Tesla vehicles soon will have all the hardware on board to drive themselves, representing a huge leap ahead of the rest of the automotive world by intrepid CEO Elon Musk, who announced the development on Wednesday.
But that doesn’t mean Tesla owners soon will be able to doze while their Model 3 handles the trip, because the software to support such a journey won’t be operational yet. And, of course, the regulatory world isn’t ready for self-driving cars either.
However, Tesla has begun equipping all its new vehicles as standard with the hardware, which includes a substantially increased and improved number of radars, sensors, and chips to make use of the massive amounts of data they will provide about the driving conditions and environment. Musk said his goal for the new system, which he dubbed “Hardware 2,” is to demonstrate a vehicle traveling in fully autonomous mode from Los Angeles to New York by the end of next year.
Here's the new hardware at work https://t.co/XAZFJcNvuh
— Tesla (@TeslaMotors) October 20, 2016
For now, these moves put Tesla well ahead of competitors that are promising to field fully autonomous vehicles no sooner than two or three years from now. And to support his brand, this is a smart move for Musk. Tesla’s entire raison d’être is to beat the conventional industry to the punch with new technology; that’s certainly what the company’s fully electric vehicles have done.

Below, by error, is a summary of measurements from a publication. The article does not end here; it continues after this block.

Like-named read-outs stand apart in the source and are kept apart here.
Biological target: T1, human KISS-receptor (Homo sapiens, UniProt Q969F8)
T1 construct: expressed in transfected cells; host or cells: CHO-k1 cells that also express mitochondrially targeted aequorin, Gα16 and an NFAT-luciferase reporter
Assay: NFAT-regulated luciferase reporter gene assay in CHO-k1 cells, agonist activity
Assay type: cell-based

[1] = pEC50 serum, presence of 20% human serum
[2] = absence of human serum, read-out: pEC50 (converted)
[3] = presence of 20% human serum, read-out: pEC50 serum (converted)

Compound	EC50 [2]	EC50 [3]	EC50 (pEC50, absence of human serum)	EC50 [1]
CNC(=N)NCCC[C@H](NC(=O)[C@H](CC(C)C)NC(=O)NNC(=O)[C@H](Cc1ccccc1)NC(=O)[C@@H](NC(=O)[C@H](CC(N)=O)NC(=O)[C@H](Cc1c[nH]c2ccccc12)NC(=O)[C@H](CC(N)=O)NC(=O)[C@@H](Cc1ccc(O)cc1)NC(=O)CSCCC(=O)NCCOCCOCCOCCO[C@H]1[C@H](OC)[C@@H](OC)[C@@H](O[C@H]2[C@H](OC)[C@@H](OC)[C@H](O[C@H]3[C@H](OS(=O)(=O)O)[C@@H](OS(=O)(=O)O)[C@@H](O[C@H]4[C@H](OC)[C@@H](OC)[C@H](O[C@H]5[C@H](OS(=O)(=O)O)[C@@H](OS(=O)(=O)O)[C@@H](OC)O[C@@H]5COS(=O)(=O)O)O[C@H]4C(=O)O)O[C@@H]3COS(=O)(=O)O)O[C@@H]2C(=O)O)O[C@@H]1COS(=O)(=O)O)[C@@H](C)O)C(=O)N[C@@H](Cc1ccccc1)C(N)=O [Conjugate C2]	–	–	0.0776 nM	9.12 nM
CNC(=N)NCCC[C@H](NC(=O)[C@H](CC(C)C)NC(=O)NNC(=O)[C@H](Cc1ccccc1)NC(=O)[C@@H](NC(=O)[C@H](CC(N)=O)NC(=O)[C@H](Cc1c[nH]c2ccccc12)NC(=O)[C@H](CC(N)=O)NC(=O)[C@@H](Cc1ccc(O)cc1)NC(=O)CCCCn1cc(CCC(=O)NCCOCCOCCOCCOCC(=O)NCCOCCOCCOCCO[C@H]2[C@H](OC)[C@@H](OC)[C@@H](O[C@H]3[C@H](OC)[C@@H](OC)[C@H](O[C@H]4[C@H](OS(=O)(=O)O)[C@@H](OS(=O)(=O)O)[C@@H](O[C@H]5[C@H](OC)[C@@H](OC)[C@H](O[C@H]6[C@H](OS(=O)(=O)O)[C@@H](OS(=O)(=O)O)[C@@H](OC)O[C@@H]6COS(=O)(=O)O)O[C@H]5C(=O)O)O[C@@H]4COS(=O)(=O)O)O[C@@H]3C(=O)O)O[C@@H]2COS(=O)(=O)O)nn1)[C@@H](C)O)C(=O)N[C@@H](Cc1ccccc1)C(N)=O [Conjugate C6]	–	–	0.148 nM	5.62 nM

Further, Tesla needs to move decisively past the negative vibes around its earlier collection of automated driving hardware, called Autopilot, which has been associated with at least one driver death and some other accidents as Tesla owners relied too heavily on the technology to pilot their vehicles.
“This hardware, combined with Tesla’s existing over-the-air capabilities” to update the self-driving software in its vehicles, said Karl Brauer, executive publisher of Autotrader and Kelly Blue Book, “will allow the automaker to continue improving its self-driving capabilities with minimal inconvenience for owners. It’s a big up-front commitment to self-driving technology that other automakers may not be willing to make at this point.”
Musk was happy to spell out the move’s significance. “The foundation is laid for the cars to be fully autonomous at a safety level we believe to be at least twice that of a person, maybe better,” he told reporters.
But also, Musk noted, “It will take us some time into the future to complete validation of the software and to get the required regulatory approval.”
Or, as Jessica Caldwell, an analyst for Edmunds.com, told the Detroit News, “The question now is how and when will this technology be implemented in the real world. It’s like buying a 4K TV today. It might be cool to own one, but until networks start broadcasting regularly in 4K, it’s just a vanity purchase.”